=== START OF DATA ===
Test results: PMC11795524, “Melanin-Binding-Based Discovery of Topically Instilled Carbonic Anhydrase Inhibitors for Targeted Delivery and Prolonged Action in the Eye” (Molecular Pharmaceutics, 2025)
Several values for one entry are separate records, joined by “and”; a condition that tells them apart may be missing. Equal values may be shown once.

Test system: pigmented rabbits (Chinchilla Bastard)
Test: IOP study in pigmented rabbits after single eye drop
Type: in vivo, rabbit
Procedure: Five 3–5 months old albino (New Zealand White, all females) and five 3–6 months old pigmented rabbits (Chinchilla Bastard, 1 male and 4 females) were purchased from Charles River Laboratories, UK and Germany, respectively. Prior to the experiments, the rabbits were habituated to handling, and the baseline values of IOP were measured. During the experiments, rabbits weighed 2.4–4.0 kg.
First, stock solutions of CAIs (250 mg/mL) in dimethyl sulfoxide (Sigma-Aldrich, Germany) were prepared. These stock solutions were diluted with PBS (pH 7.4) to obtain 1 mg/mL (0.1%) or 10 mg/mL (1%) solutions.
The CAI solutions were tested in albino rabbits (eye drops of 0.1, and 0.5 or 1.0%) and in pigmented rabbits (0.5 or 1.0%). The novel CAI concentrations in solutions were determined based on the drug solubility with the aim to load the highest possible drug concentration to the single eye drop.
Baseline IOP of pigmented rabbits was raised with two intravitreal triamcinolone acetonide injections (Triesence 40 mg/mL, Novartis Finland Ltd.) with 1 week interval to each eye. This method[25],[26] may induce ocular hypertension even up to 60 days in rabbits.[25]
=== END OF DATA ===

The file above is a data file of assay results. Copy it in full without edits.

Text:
Test results: PMC11795524, “Melanin-Binding-Based Discovery of Topically Instilled Carbonic Anhydrase Inhibitors for Targeted Delivery and Prolonged Action in the Eye” (Molecular Pharmaceutics, 2025)
Several values for one entry are separate records, joined by “and”; a condition that tells them apart may be missing. Equal values may be shown once.

Test system: pigmented rabbits (Chinchilla Bastard)
Test: IOP study in pigmented rabbits after single eye drop
Type: in vivo, rabbit
Procedure: Five 3–5 months old albino (New Zealand White, all females) and five 3–6 months old pigmented rabbits (Chinchilla Bastard, 1 male and 4 females) were purchased from Charles River Laboratories, UK and Germany, respectively. Prior to the experiments, the rabbits were habituated to handling, and the baseline values of IOP were measured. During the experiments, rabbits weighed 2.4–4.0 kg.
First, stock solutions of CAIs (250 mg/mL) in dimethyl sulfoxide (Sigma-Aldrich, Germany) were prepared. These stock solutions were diluted with PBS (pH 7.4) to obtain 1 mg/mL (0.1%) or 10 mg/mL (1%) solutions.
The CAI solutions were tested in albino rabbits (eye drops of 0.1, and 0.5 or 1.0%) and in pigmented rabbits (0.5 or 1.0%). The novel CAI concentrations in solutions were determined based on the drug solubility with the aim to load the highest possible drug concentration to the single eye drop.
Baseline IOP of pigmented rabbits was raised with two intravitreal triamcinolone acetonide injections (Triesence 40 mg/mL, Novartis Finland Ltd.) with 1 week interval to each eye. This method[25],[26] may induce ocular hypertension even up to 60 days in rabbits.[25]